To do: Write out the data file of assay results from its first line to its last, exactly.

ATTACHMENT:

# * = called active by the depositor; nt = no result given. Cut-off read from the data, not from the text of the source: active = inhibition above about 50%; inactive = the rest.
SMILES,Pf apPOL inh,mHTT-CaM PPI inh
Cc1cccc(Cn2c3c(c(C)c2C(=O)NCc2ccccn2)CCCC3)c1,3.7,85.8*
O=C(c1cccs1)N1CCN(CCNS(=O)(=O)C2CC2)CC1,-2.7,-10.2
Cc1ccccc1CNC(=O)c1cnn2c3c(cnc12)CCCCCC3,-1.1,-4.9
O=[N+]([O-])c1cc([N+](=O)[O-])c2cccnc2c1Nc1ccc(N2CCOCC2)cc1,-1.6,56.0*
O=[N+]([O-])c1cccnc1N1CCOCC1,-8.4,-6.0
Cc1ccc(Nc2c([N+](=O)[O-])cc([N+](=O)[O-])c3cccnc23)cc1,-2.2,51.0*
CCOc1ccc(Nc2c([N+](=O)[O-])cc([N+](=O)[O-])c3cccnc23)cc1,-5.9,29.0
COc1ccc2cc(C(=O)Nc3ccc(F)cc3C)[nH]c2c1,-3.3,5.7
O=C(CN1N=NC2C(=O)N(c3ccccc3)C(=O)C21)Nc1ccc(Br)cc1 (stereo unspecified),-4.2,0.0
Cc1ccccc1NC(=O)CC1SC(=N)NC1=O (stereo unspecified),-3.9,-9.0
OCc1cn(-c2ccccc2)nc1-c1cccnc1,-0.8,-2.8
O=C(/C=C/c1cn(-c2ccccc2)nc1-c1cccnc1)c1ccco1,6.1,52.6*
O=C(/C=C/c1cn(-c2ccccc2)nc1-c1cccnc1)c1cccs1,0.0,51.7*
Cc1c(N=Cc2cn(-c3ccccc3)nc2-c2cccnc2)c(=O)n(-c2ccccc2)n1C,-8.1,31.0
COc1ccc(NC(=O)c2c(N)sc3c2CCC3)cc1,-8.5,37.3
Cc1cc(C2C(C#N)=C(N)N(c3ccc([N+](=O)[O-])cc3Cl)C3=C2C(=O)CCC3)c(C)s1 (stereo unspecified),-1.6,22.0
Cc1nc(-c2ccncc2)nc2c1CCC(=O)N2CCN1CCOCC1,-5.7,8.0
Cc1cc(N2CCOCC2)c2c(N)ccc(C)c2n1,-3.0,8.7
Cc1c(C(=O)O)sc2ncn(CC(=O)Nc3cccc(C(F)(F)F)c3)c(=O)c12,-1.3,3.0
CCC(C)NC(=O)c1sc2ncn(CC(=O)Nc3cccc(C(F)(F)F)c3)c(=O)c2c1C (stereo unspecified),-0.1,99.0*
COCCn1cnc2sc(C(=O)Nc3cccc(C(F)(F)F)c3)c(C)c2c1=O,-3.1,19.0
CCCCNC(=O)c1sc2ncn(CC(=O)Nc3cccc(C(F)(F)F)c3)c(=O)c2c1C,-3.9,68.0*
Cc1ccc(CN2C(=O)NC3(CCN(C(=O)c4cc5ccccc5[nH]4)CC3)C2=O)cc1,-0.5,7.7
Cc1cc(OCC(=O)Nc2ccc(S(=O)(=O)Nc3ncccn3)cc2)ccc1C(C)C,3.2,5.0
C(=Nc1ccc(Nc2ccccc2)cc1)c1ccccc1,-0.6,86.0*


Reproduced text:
# * = called active by the depositor; nt = no result given. Cut-off read from the data, not from the text of the source: active = inhibition above about 50%; inactive = the rest.
SMILES,Pf apPOL inh,mHTT-CaM PPI inh
Cc1cccc(Cn2c3c(c(C)c2C(=O)NCc2ccccn2)CCCC3)c1,3.7,85.8*
O=C(c1cccs1)N1CCN(CCNS(=O)(=O)C2CC2)CC1,-2.7,-10.2
Cc1ccccc1CNC(=O)c1cnn2c3c(cnc12)CCCCCC3,-1.1,-4.9
O=[N+]([O-])c1cc([N+](=O)[O-])c2cccnc2c1Nc1ccc(N2CCOCC2)cc1,-1.6,56.0*
O=[N+]([O-])c1cccnc1N1CCOCC1,-8.4,-6.0
Cc1ccc(Nc2c([N+](=O)[O-])cc([N+](=O)[O-])c3cccnc23)cc1,-2.2,51.0*
CCOc1ccc(Nc2c([N+](=O)[O-])cc([N+](=O)[O-])c3cccnc23)cc1,-5.9,29.0
COc1ccc2cc(C(=O)Nc3ccc(F)cc3C)[nH]c2c1,-3.3,5.7
O=C(CN1N=NC2C(=O)N(c3ccccc3)C(=O)C21)Nc1ccc(Br)cc1 (stereo unspecified),-4.2,0.0
Cc1ccccc1NC(=O)CC1SC(=N)NC1=O (stereo unspecified),-3.9,-9.0
OCc1cn(-c2ccccc2)nc1-c1cccnc1,-0.8,-2.8
O=C(/C=C/c1cn(-c2ccccc2)nc1-c1cccnc1)c1ccco1,6.1,52.6*
O=C(/C=C/c1cn(-c2ccccc2)nc1-c1cccnc1)c1cccs1,0.0,51.7*
Cc1c(N=Cc2cn(-c3ccccc3)nc2-c2cccnc2)c(=O)n(-c2ccccc2)n1C,-8.1,31.0
COc1ccc(NC(=O)c2c(N)sc3c2CCC3)cc1,-8.5,37.3
Cc1cc(C2C(C#N)=C(N)N(c3ccc([N+](=O)[O-])cc3Cl)C3=C2C(=O)CCC3)c(C)s1 (stereo unspecified),-1.6,22.0
Cc1nc(-c2ccncc2)nc2c1CCC(=O)N2CCN1CCOCC1,-5.7,8.0
Cc1cc(N2CCOCC2)c2c(N)ccc(C)c2n1,-3.0,8.7
Cc1c(C(=O)O)sc2ncn(CC(=O)Nc3cccc(C(F)(F)F)c3)c(=O)c12,-1.3,3.0
CCC(C)NC(=O)c1sc2ncn(CC(=O)Nc3cccc(C(F)(F)F)c3)c(=O)c2c1C (stereo unspecified),-0.1,99.0*
COCCn1cnc2sc(C(=O)Nc3cccc(C(F)(F)F)c3)c(C)c2c1=O,-3.1,19.0
CCCCNC(=O)c1sc2ncn(CC(=O)Nc3cccc(C(F)(F)F)c3)c(=O)c2c1C,-3.9,68.0*
Cc1ccc(CN2C(=O)NC3(CCN(C(=O)c4cc5ccccc5[nH]4)CC3)C2=O)cc1,-0.5,7.7
Cc1cc(OCC(=O)Nc2ccc(S(=O)(=O)Nc3ncccn3)cc2)ccc1C(C)C,3.2,5.0
C(=Nc1ccc(Nc2ccccc2)cc1)c1ccccc1,-0.6,86.0*